Rules can never specify fully what people should do to carry them out. The counterpart of every invariant form is its variable content. Thus, a contract between union and management may lay down the rules of work, but a ‘work-to-rule’ quickly brings production to a halt, since it eliminates all the informal procedures that make shop-floor organization more efficient.
It has never been resolved whether the informal economy refers to casual labor in formal enterprises or not. This has become more pressing in the context of widespread privatization of public services, leading to low pay and precarious rights, and of outsourcing by businesses, often to unregulated workers on the other side of the world.
Some informality, however, is simply illegal, the negation of the rules. When the state’s writ is weak, other social forms (themselves invisible to the bureaucratic gaze) fill the void. Sometimes these are relatively benign, such as religious organizations, but more often order is imposed by criminal violence. This makes it hard to promote informality as a good thing, since the line between the lawful and the illegal is often blurred.
There is a gender component to the informal economy in that men have a disproportionate share of formal positions and women’s work is predominantly informal. This has led activist groups, such as ‘Women in informal employment: globalizing and organizing’ (WIEGO) and the Self Employed Women’s Association (SEWA), to use the concept as an umbrella term drawing attention to discrimination worldwide.
Neo-liberal economic policies since the1980s have fostered massive growth in the ‘informal’ portion of global or national economies, by reducing state controls and promoting the gigantic money flows known simply as ‘the markets’. The informal sector is thought to account for 70-90% of the economy in most African countries. War-zone economies in Afghanistan and the Congo are almost wholly informal.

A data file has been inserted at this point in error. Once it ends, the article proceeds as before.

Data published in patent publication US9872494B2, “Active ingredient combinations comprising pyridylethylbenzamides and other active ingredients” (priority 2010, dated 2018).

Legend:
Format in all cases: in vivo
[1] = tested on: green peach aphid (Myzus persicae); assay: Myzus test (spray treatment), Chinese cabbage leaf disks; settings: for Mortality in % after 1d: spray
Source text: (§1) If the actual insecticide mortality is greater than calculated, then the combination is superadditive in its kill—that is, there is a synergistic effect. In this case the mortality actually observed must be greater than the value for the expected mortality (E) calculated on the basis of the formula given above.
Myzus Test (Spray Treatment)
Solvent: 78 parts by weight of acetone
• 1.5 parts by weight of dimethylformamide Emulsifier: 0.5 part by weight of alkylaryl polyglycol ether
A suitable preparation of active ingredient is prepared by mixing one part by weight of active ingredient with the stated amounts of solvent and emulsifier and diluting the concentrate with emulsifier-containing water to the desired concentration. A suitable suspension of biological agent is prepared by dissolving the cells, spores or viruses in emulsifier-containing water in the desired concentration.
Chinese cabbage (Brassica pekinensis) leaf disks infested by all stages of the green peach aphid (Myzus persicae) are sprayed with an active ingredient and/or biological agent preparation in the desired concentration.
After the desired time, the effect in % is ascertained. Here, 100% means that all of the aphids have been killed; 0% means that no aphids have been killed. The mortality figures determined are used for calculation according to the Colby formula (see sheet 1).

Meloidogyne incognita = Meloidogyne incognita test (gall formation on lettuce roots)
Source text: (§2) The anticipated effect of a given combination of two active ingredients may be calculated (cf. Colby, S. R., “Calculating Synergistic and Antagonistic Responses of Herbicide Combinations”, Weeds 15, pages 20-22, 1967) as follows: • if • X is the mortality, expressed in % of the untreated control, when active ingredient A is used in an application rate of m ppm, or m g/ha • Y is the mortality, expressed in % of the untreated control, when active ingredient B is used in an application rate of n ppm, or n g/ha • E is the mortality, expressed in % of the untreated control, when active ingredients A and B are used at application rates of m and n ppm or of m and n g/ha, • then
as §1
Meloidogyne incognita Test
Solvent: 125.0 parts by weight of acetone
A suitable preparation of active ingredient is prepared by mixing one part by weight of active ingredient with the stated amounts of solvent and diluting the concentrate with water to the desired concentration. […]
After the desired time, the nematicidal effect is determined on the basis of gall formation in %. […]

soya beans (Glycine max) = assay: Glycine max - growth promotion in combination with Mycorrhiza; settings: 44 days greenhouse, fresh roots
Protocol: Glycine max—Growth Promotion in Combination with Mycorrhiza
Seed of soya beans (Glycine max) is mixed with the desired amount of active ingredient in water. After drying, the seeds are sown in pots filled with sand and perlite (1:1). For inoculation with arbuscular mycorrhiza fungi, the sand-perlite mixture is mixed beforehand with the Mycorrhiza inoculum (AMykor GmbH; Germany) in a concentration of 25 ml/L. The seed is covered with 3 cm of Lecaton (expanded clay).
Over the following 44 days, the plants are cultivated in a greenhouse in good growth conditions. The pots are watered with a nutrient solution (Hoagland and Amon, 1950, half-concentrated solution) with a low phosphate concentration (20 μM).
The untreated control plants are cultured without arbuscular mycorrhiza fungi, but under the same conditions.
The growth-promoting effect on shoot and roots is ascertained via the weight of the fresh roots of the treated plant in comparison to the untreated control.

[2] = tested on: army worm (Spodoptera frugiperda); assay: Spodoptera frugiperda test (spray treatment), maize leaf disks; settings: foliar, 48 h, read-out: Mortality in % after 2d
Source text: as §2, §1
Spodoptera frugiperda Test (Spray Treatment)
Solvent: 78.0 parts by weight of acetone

This extension of the scope of the concept — to embrace rich and poor countries, government and business, casual labor and the se
lf-employed, corruption and crime –when taken with the wholesale devolution of central bureaucracies compared with forty years ago, leaves a question-mark over its continuing usefulness today.
The label ‘informal’ may be popular because it is both positive and negative. To act informally is to be free and flexible; but it also refers to what people are not doing – not wearing conventional dress, not being regulated by the state. The ‘informal economy’ allows academics and bureaucrats to incorporate the teeming street life of exotic cities into their abstract models without having to know what people are really up to.
We are living through humanity’s rapid disengagement from the soil as the chief object of labor and matrix of social life. The hectic growth of cities over the last two centuries could not be organized immediately as ruling elites would like. The informal economy is one way of pointing to how people devised their own means of survival and sometimes of prosperity in the urban markets that spring up spontaneously to meet their needs.